The current state of the landfills serving Dhaka is disastrous. Even calling it a disaster is an understatement. Amin Bazaar has just exhausted its capacity last year and Matuail is soon to catch up within a year. Initially, Matuail began as a 50-acre open dump in 1995. Another 50 acres were added in 2006 to enable a fully functional sanitary landfill. However, the basic requirements are hardly met. A daily soil cover necessary to prevent vector-borne diseases from spreading is not completed due to ‘high expenses’. The leachate pond is not monitored or carefully tested either. On the other hand, huge volume of waste is turning Amin Bazaar into a junkyard. Built over 52 acres of land in 2007, this uncontrolled landfill is set to be expanded by roughly 80 acres more. Dhaka South City Corporation DSCC has also similar plans in mind. To be specific, a whopping 724 crore taka project called ‘Matuail Sanitary Landfill Expansion and Development’. Wait, there’s more. DSCC intends to introduce waste-to-energy incinerators, a relatively new technology in Bangladesh. It will aid in electricity production and act as a replacement for coal in brick and cement factories. Dhaka North City Corporation DNCC and DSCC both aim to turn ‘too good to be true’ schemes into life. But, the progress is still at an infant stage and the space is rapidly running out. How long would it be before the new sites turn into dumps while making preparations?

The hurdles remain. For the attempts of DCC to be a success, land acquisition troubles, lack of public awareness, negligence and corruption among the people in-charge desperately need to be overcome. The longevity of a landfill depends on its size and the rate of waste production. The biggest issue is the practice of waste disposal in our country. It is high time that a sustainable approach is undertaken. General waste is thoughtlessly heaped over medical and industrial waste. Other waste disposal methods like, composting, combustion, recycling are widely followed in other countries. Instead of sending organic waste to landfills, why not compost them? Finished composts make 100% organic fertilizer fit for home-gardening and agricultural use.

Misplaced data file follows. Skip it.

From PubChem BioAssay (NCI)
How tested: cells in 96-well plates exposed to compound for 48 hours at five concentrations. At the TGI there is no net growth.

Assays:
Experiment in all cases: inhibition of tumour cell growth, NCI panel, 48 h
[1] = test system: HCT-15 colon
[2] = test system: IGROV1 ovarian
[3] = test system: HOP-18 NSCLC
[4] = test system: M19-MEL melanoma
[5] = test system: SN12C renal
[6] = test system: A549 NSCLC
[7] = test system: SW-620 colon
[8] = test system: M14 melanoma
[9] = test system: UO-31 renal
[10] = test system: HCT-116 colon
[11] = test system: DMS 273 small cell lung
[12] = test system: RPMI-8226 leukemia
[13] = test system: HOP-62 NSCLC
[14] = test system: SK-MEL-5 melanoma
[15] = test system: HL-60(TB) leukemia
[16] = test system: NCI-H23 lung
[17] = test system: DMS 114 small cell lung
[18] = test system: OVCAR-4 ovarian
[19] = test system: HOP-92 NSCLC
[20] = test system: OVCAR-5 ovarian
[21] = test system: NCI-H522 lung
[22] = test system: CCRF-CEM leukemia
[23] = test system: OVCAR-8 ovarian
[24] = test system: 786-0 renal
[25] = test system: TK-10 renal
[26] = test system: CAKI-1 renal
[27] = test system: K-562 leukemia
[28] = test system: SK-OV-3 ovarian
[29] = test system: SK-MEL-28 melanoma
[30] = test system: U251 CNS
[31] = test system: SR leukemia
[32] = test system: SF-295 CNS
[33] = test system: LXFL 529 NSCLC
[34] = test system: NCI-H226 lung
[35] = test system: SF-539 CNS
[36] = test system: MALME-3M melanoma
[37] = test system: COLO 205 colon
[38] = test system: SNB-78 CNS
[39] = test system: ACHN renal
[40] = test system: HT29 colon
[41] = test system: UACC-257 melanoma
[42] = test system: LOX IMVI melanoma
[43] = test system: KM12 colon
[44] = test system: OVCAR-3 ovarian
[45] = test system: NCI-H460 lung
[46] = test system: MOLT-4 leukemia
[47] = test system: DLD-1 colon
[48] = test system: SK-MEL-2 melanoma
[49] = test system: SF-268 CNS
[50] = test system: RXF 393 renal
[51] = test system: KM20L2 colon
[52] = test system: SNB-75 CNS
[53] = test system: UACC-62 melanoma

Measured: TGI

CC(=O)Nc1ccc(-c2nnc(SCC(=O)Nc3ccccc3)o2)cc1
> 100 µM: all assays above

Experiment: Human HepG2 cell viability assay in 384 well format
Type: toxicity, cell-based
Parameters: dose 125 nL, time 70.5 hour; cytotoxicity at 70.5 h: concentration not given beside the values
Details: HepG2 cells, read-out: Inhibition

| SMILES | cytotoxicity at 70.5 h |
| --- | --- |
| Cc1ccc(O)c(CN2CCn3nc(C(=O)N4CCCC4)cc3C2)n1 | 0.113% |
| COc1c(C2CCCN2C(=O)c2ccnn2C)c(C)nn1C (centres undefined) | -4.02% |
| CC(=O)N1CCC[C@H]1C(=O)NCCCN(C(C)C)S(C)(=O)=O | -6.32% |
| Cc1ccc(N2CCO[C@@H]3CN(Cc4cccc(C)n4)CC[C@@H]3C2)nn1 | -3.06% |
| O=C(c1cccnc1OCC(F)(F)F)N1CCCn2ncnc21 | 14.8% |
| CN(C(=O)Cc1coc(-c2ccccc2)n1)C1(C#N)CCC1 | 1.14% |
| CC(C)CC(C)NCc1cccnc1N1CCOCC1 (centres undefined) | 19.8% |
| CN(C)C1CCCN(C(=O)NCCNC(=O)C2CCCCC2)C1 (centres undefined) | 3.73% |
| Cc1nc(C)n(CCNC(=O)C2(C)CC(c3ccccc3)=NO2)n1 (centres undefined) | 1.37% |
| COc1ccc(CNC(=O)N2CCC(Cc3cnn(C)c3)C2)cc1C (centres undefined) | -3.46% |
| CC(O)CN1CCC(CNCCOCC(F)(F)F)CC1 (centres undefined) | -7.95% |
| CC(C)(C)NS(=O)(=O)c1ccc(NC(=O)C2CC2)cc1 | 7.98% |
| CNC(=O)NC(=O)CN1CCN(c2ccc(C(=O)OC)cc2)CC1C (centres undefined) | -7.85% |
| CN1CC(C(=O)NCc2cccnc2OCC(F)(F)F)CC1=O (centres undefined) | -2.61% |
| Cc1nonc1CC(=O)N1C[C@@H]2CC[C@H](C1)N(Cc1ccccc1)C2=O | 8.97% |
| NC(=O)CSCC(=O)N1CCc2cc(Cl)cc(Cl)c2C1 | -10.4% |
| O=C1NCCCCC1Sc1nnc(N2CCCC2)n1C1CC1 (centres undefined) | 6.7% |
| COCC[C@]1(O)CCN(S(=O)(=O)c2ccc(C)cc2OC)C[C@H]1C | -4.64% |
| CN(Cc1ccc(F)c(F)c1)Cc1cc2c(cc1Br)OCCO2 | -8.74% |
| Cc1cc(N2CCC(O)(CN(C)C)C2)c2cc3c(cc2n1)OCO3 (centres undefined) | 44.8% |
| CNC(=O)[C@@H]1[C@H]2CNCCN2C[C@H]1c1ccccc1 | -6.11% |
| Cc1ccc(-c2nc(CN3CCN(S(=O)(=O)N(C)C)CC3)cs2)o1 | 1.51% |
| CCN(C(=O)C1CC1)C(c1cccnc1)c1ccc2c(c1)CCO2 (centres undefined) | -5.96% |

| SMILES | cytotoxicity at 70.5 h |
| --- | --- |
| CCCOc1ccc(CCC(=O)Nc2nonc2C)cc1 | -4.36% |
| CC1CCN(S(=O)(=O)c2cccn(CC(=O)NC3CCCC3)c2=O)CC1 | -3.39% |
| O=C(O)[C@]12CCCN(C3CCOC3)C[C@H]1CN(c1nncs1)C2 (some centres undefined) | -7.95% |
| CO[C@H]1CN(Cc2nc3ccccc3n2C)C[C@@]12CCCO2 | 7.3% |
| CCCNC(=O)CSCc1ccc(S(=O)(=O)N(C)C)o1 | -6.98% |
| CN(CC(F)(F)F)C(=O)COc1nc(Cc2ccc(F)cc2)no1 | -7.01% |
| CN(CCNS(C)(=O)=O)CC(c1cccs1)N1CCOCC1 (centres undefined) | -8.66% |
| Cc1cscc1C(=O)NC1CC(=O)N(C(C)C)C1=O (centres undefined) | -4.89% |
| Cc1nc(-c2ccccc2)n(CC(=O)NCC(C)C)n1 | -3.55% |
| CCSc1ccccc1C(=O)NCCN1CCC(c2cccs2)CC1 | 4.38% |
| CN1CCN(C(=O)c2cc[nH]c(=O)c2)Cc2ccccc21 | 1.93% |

Other possibilities include application in soil erosion control, landscaping and land reclamation. Broken glass, metal scrap, and plastic that get trapped inside can be sorted out at first and sent for recycling. As a result, the volume of rubbish destined for landfills dramatically reduces extending its life. Burn that trash and bury the residues. Banning non-recyclable or non-degradable materials with eco-friendly alternatives further reduces the stress on landfills. Besides, a very lucrative industry can be set up which deals with e-waste, organic and other types of waste. In other words, going green has the potential to bring in loads of cash.

Going green is a favor we would be bestowing upon ourselves. The solution does not lie in mere expansion and dumping. The city never ceases to make junk. We are running out of time and of course, space. In a country of over 170 million citizens, space is certainly not an easy asset to obtain. Landfills must be kept at a minimum number for we have a long way to go. And for this journey to be great, we need to take the best care of our motherland.

Hiya Islam is a student of BRAC University.